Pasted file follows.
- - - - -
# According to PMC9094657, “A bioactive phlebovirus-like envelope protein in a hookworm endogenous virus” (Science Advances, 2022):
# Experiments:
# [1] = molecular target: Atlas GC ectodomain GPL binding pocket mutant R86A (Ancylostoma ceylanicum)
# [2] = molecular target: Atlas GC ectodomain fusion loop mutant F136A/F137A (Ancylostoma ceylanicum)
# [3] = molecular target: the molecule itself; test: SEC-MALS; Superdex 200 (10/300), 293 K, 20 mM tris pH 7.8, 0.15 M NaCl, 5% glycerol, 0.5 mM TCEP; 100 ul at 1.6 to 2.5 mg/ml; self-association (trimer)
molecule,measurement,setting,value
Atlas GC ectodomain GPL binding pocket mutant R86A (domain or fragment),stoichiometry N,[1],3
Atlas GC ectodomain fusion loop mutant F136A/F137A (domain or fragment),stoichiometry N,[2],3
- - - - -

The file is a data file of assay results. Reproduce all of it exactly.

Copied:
# According to PMC9094657, “A bioactive phlebovirus-like envelope protein in a hookworm endogenous virus” (Science Advances, 2022):
# Experiments:
# [1] = molecular target: Atlas GC ectodomain GPL binding pocket mutant R86A (Ancylostoma ceylanicum)
# [2] = molecular target: Atlas GC ectodomain fusion loop mutant F136A/F137A (Ancylostoma ceylanicum)
# [3] = molecular target: the molecule itself; test: SEC-MALS; Superdex 200 (10/300), 293 K, 20 mM tris pH 7.8, 0.15 M NaCl, 5% glycerol, 0.5 mM TCEP; 100 ul at 1.6 to 2.5 mg/ml; self-association (trimer)
molecule,measurement,setting,value
Atlas GC ectodomain GPL binding pocket mutant R86A (domain or fragment),stoichiometry N,[1],3
Atlas GC ectodomain fusion loop mutant F136A/F137A (domain or fragment),stoichiometry N,[2],3